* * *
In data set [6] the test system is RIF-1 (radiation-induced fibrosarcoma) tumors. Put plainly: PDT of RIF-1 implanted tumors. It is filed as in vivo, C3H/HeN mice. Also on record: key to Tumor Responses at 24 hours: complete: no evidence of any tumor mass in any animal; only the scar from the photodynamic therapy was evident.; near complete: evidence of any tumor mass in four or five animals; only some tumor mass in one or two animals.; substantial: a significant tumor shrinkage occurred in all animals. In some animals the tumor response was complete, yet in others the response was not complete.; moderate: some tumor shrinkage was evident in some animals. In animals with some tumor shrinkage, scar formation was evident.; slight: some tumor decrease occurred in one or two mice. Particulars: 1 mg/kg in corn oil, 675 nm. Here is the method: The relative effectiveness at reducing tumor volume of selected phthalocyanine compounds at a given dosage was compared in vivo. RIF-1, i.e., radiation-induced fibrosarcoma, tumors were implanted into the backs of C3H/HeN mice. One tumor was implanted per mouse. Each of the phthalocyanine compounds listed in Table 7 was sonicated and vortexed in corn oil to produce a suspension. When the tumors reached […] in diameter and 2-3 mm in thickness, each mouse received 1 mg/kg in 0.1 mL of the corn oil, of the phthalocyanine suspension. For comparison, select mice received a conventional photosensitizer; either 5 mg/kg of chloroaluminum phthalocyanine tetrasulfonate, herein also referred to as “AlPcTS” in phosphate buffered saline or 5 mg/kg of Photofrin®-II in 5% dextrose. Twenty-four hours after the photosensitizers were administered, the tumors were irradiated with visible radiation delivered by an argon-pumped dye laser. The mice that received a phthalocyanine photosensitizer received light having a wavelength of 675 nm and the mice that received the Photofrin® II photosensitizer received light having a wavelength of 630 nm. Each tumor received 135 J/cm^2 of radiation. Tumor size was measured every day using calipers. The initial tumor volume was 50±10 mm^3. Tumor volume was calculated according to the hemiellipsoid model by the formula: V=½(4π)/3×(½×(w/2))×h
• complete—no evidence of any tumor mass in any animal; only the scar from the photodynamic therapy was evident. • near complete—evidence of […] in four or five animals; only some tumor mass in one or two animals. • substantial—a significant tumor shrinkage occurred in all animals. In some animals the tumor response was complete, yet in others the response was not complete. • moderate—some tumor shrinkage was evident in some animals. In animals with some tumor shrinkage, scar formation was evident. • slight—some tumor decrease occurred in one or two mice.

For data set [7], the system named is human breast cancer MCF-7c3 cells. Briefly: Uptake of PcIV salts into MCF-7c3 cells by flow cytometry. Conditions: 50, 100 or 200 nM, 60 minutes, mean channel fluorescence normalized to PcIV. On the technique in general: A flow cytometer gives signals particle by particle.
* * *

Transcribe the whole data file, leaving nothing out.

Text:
In data set [6] the test system is RIF-1 (radiation-induced fibrosarcoma) tumors. Put plainly: PDT of RIF-1 implanted tumors. It is filed as in vivo, C3H/HeN mice. Also on record: key to Tumor Responses at 24 hours: complete: no evidence of any tumor mass in any animal; only the scar from the photodynamic therapy was evident.; near complete: evidence of any tumor mass in four or five animals; only some tumor mass in one or two animals.; substantial: a significant tumor shrinkage occurred in all animals. In some animals the tumor response was complete, yet in others the response was not complete.; moderate: some tumor shrinkage was evident in some animals. In animals with some tumor shrinkage, scar formation was evident.; slight: some tumor decrease occurred in one or two mice. Particulars: 1 mg/kg in corn oil, 675 nm. Here is the method: The relative effectiveness at reducing tumor volume of selected phthalocyanine compounds at a given dosage was compared in vivo. RIF-1, i.e., radiation-induced fibrosarcoma, tumors were implanted into the backs of C3H/HeN mice. One tumor was implanted per mouse. Each of the phthalocyanine compounds listed in Table 7 was sonicated and vortexed in corn oil to produce a suspension. When the tumors reached […] in diameter and 2-3 mm in thickness, each mouse received 1 mg/kg in 0.1 mL of the corn oil, of the phthalocyanine suspension. For comparison, select mice received a conventional photosensitizer; either 5 mg/kg of chloroaluminum phthalocyanine tetrasulfonate, herein also referred to as “AlPcTS” in phosphate buffered saline or 5 mg/kg of Photofrin®-II in 5% dextrose. Twenty-four hours after the photosensitizers were administered, the tumors were irradiated with visible radiation delivered by an argon-pumped dye laser. The mice that received a phthalocyanine photosensitizer received light having a wavelength of 675 nm and the mice that received the Photofrin® II photosensitizer received light having a wavelength of 630 nm. Each tumor received 135 J/cm^2 of radiation. Tumor size was measured every day using calipers. The initial tumor volume was 50±10 mm^3. Tumor volume was calculated according to the hemiellipsoid model by the formula: V=½(4π)/3×(½×(w/2))×h
• complete—no evidence of any tumor mass in any animal; only the scar from the photodynamic therapy was evident. • near complete—evidence of […] in four or five animals; only some tumor mass in one or two animals. • substantial—a significant tumor shrinkage occurred in all animals. In some animals the tumor response was complete, yet in others the response was not complete. • moderate—some tumor shrinkage was evident in some animals. In animals with some tumor shrinkage, scar formation was evident. • slight—some tumor decrease occurred in one or two mice.

For data set [7], the system named is human breast cancer MCF-7c3 cells. Briefly: Uptake of PcIV salts into MCF-7c3 cells by flow cytometry. Conditions: 50, 100 or 200 nM, 60 minutes, mean channel fluorescence normalized to PcIV. On the technique in general: A flow cytometer gives signals particle by particle.